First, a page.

GUI Development with Java

by Ian Darwin

If you looked at the earliest versions of Java and concluded that its GUI development toolkit wasn't quite ready for prime time, it's time to look again.

The Java Foundation Classes (JFC) introduced with Java Version 1.2 bring Java forward to the point where it can easily compete head-on with Motif and MFC for professional GUI development. If you already know the Java language, JFC can beat both Motif and MFC hands down for ease of programming. In this article, I will show code that was developed “by hand” using just vi and the Java Development Kit (JDK). Many higher-level development tools and GUI builders are available to make this job even easier.

What are Java and AWT?

Portability is one of the holy grails of system designers. The UCSD Pascal System of 1980 compiled into portable P-Code that could be interpreted on most of the microcomputer systems common in its day. The C language and the UNIX operating system Linux is based upon both became popular because they could run on a variety of platforms. The latest newcomer is Java. Java programs compile from source code into “byte code”, a portable and compact machine representation of the executable statements the programmer wrote.

Java Continues from C and C++

C and C++ are well-known languages in the developer community. To help developers come up to speed quickly and easily, Java borrows most of the syntax of C and quite a bit of the syntax of C++. All the basic syntax operators such as +, -, *=, (), {} and others work. For C programmers who wish to understand Java's OO syntax, think of objects as structs with functions associated with them. Note that all methods (functions) are part of objects, so the syntax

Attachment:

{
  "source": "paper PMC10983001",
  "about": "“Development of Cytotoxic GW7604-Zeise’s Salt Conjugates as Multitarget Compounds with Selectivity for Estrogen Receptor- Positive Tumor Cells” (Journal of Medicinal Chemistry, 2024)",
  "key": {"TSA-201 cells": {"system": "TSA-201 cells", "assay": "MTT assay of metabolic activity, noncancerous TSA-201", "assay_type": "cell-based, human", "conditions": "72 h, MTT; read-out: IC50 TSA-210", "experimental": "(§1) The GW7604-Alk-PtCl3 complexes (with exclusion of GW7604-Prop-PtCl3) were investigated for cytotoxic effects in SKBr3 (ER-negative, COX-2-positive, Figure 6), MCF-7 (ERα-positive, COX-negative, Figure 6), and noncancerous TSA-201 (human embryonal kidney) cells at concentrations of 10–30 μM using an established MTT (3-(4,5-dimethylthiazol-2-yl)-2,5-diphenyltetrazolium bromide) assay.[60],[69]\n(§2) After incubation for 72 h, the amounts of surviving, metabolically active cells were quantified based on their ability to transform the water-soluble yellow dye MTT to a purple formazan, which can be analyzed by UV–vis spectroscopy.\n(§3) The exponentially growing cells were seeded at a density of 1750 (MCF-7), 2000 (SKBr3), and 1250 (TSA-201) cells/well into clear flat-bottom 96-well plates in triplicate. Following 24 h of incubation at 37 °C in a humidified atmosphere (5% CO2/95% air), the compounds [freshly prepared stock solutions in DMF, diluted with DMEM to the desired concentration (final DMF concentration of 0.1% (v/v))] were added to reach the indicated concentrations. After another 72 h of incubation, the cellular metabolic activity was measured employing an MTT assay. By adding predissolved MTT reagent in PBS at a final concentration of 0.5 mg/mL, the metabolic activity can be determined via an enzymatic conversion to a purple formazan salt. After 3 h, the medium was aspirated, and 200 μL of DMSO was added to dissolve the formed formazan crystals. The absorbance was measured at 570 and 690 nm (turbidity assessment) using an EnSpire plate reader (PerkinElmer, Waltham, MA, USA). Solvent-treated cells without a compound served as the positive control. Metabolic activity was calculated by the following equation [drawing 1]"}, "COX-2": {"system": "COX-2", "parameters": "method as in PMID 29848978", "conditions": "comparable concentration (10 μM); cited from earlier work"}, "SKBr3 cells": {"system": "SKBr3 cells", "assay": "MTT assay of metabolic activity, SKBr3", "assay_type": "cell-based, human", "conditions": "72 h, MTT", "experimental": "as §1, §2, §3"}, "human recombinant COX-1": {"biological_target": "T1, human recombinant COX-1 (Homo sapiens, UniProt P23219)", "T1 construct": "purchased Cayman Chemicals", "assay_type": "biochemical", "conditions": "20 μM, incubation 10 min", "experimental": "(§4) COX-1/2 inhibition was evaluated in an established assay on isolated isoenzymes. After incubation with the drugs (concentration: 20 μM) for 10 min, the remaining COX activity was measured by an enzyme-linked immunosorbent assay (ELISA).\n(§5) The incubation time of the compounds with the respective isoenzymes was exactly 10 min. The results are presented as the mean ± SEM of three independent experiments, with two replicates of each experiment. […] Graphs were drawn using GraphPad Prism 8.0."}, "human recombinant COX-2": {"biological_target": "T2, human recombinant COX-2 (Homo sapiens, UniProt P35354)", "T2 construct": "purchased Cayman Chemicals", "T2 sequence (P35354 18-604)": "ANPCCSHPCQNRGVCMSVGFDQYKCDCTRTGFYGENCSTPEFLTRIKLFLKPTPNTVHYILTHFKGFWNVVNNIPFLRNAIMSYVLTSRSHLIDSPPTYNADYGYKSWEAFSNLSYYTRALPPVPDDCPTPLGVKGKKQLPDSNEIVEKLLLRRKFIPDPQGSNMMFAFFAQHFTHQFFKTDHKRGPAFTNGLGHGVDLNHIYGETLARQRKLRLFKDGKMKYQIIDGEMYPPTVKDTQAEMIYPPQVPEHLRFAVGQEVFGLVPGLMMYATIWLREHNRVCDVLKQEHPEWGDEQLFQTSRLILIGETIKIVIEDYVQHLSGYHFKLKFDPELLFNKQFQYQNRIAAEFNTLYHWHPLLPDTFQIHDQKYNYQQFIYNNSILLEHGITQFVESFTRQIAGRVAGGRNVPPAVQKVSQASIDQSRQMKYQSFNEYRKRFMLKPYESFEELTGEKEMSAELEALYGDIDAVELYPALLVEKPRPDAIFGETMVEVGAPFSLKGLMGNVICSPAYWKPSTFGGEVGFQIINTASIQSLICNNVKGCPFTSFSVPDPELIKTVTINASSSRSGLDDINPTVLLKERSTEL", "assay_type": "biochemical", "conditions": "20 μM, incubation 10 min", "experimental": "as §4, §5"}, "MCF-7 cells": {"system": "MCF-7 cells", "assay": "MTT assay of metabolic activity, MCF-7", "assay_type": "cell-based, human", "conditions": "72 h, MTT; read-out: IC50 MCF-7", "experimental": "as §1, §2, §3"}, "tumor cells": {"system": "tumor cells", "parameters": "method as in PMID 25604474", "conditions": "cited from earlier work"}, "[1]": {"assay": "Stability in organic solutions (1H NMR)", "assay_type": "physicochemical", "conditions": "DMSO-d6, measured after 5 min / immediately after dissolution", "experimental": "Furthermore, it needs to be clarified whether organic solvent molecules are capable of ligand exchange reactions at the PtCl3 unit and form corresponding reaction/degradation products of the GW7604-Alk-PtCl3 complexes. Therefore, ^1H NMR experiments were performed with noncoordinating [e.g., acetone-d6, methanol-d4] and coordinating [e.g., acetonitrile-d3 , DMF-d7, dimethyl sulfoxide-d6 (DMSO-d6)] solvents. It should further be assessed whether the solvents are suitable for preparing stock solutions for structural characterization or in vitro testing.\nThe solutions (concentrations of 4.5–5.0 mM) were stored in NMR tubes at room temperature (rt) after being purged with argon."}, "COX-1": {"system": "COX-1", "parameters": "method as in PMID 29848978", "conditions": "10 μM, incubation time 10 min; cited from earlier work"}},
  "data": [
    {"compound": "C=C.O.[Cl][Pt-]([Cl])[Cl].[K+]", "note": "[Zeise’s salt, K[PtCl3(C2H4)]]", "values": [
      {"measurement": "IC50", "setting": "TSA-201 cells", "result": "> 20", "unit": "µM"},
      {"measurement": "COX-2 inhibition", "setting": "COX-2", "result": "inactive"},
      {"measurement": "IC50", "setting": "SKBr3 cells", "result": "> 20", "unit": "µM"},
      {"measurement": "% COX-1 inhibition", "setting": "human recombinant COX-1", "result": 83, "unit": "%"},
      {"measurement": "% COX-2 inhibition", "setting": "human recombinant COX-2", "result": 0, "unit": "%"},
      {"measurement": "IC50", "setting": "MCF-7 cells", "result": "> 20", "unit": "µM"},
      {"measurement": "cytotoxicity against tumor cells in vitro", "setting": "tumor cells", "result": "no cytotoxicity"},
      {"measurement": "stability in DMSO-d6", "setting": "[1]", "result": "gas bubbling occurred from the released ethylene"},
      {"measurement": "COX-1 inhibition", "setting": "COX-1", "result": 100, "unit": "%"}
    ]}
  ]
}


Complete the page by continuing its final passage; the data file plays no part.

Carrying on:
objectName.function(args);

is normally used. One of the most notable differences from C is the lack of pointers, malloc and free.

Pointers were necessary in the days when we needed to access words in particular locations in memory, but have led to a lot of unreadable and hard-to-maintain code. The functions malloc and free provide C with a low-level paradigm for allocating and freeing memory. Java does away with both; since Java programs are compiled for the Java Virtual Machine, in which the addresses are unknown at compile time, there are no pointers. This has the beneficial side effect of ruling out viruses based on jumping into the BIOS or system disk-formatting routines; no syntax is present in the language or in the underlying virtual machine for referring to a particular location in real memory.

As in C++, allocation of memory is handled by the operator new, which is similar to malloc but can be used only to allocate objects and arrays. Freeing of memory, however, is automatic; no free or delete is available, and memory is reclaimed by a “garbage collector” routine at runtime. Sounds like it gives you less control, but if you write C, you probably don't bemoan the fact that local variables are allocated and freed when you enter and leave a function. Java simply extends this notion to arrays and objects, which makes for more reliable programs.

int foo() {
int i;   i is allocated "someplace" in
         memory (or register)
         do something with i
}        i is automatically reclaimed

Java is an object-oriented language in the traditions of C++ and Smalltalk. Java eliminates a few C++ operators, but experienced C++ programmers have little trouble upgrading their skills to the new language.